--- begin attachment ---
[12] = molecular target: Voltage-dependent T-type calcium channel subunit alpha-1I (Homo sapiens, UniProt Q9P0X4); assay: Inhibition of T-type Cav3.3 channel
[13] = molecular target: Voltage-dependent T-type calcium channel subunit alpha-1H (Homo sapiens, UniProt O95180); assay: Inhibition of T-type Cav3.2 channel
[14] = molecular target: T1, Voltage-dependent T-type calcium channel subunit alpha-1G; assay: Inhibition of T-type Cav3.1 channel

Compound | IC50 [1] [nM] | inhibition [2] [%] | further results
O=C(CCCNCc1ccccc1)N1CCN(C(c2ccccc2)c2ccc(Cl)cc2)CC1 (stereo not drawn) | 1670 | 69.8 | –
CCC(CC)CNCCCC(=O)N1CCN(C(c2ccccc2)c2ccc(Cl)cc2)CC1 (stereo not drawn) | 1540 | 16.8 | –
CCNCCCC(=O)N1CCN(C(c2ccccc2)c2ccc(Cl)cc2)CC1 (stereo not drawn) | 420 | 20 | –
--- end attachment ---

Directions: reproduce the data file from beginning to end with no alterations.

[12] = molecular target: Voltage-dependent T-type calcium channel subunit alpha-1I (Homo sapiens, UniProt Q9P0X4); assay: Inhibition of T-type Cav3.3 channel
[13] = molecular target: Voltage-dependent T-type calcium channel subunit alpha-1H (Homo sapiens, UniProt O95180); assay: Inhibition of T-type Cav3.2 channel
[14] = molecular target: T1, Voltage-dependent T-type calcium channel subunit alpha-1G; assay: Inhibition of T-type Cav3.1 channel

Compound | IC50 [1] [nM] | inhibition [2] [%] | further results
O=C(CCCNCc1ccccc1)N1CCN(C(c2ccccc2)c2ccc(Cl)cc2)CC1 (stereo not drawn) | 1670 | 69.8 | –
CCC(CC)CNCCCC(=O)N1CCN(C(c2ccccc2)c2ccc(Cl)cc2)CC1 (stereo not drawn) | 1540 | 16.8 | –
CCNCCCC(=O)N1CCN(C(c2ccccc2)c2ccc(Cl)cc2)CC1 (stereo not drawn) | 420 | 20 | –